UN reform: Network of MPs, NGOs welcomes report to be tabled in Parliamentary Assembly of Council of Europe

29. september 2009

The Campaign for the Establishment of a United Nations Parliamentary Assembly (CEUNPA), a network of parliamentarians and non-governmental organizations from over 100 countries, has strongly welcomed the report on United Nations reform which is scheduled to be on the agenda of the plenary session of the Parliamentary Assembly of the Council of Europe (PACE) on Thursday this week.

The report which was prepared by Swiss parliamentarian Andi Gross and was unanimously passed by the Political Affairs Committee of PACE on 10 September stresses, among other things, that the UN "is in urgent need of far-reaching reform to make it more democratic, transparent, accountable and up to the task of dealing with today’s global challenges." As a means to increase the democratic character of the UN, the report recommends the strengthening of the involvement of elected representatives in the UN's deliberative process: "This involvement should be enhanced progressively: it should start by ensuring that parliamentarians are fully informed of UN activities, culminating with the inclusion in the UN system of a parliamentary assembly with consultative functions for the UN General Assembly." This position would reiterate a recommendation adopted by PACE in January 2006.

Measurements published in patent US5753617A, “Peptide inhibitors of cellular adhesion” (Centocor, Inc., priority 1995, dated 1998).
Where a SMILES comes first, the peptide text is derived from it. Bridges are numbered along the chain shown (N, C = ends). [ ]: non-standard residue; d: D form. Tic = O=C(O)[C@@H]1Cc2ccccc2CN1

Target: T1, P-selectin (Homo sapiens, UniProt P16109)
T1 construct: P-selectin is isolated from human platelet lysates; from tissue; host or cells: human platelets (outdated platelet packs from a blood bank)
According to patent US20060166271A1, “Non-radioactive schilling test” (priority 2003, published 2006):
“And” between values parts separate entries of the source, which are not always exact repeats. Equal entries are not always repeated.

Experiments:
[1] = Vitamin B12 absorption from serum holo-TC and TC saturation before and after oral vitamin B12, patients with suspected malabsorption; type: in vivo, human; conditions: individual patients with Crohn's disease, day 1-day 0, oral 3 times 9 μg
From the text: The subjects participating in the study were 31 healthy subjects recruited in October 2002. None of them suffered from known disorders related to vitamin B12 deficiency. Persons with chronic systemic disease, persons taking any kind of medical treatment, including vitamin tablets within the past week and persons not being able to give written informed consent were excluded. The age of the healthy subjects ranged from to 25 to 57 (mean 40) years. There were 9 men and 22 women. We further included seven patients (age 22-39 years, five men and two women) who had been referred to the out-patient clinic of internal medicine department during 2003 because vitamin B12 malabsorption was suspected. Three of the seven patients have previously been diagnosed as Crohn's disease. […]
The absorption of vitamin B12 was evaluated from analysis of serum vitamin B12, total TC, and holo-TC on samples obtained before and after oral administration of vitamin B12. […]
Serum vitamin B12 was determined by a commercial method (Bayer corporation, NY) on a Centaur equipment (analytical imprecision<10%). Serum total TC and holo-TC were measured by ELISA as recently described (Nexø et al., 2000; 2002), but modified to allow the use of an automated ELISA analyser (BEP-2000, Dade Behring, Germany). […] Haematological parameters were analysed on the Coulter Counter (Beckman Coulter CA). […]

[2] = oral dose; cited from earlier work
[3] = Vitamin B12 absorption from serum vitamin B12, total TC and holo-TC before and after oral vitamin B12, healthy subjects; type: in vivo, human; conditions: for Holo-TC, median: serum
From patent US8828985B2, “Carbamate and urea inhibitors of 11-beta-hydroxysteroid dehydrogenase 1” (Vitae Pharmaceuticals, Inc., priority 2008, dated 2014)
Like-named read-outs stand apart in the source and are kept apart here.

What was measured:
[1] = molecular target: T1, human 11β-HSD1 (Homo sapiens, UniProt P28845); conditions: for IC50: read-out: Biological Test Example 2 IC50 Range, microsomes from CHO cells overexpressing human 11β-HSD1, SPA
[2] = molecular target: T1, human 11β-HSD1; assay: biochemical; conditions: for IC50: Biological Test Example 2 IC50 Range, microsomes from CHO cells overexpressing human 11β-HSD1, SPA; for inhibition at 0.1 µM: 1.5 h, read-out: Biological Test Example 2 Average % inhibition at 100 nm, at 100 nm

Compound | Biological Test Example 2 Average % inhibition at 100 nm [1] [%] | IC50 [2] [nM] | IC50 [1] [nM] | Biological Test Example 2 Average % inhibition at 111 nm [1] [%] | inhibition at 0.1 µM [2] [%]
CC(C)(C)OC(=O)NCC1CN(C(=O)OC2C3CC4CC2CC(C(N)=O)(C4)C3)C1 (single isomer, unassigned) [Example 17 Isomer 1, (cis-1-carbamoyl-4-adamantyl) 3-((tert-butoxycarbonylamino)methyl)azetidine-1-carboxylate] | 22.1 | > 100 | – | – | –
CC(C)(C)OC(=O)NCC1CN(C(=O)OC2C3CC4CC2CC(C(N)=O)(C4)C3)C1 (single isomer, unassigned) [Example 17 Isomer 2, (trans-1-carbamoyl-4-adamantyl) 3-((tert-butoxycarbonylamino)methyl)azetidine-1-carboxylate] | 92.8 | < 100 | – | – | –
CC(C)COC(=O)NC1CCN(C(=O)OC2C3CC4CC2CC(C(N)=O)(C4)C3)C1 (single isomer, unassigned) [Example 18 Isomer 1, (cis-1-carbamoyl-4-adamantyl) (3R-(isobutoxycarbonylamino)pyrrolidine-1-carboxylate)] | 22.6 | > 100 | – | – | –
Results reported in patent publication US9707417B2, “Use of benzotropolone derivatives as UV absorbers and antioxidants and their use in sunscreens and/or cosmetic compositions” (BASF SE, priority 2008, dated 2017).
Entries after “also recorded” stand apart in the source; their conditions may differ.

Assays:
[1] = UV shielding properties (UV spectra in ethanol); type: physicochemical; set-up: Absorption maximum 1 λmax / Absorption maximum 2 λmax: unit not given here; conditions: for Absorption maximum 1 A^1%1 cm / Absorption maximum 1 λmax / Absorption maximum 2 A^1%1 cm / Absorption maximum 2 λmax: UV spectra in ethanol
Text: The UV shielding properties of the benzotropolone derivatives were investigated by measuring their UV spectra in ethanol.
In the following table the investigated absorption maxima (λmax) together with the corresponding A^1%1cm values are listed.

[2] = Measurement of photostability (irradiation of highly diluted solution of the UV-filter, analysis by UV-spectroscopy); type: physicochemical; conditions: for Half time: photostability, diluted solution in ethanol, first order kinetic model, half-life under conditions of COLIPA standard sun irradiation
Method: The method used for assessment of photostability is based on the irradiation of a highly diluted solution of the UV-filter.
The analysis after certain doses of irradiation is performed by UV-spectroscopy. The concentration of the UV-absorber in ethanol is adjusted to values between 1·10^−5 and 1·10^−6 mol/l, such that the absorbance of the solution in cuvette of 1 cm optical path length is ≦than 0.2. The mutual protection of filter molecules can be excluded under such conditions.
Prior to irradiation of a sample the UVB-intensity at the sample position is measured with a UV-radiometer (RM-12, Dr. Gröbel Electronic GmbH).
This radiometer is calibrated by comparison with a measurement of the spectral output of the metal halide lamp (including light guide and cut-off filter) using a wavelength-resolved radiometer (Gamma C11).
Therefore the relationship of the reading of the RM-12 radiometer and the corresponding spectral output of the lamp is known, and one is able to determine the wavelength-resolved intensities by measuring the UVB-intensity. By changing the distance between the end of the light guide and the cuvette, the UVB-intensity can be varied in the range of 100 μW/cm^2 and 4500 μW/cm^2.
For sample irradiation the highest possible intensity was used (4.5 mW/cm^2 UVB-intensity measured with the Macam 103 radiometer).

"The global system of intergovernmental institutions does not provide for adequate mechanisms which give elected parliamentarians an opportunity to directly participate in its deliberations and decision-making. Neither the UN nor any of its many specialized agencies and programs possess a parliamentary body, not even in an advisory capacity. The PACE report correctly identifies this flaw as a source of the democratic deficit of the UN and global governance," said Andreas Bummel, Head of the CEUNPA Secretariat.

At an international meeting in November 2008 in the European Parliament, CEUNPA in particular dealt with the relationship of the proposed UN Parliamentary Assembly (UNPA) and the association of national parliaments, the Inter-Parliamentary Union (IPU). It was concluded that both "would be complementary institutions." A document released after the meeting stated that "a UNPA would not replace or duplicate the IPU's functions. Quite the contrary, a UNPA would provide a response to the democratic deficit in global governance which the IPU in its current structure is unable to offer." It is accurate if the PACE report says that "the IPU does not have the capacity nor the ambition to exercise an oversight over UN bodies and institutions," Bummel pointed out.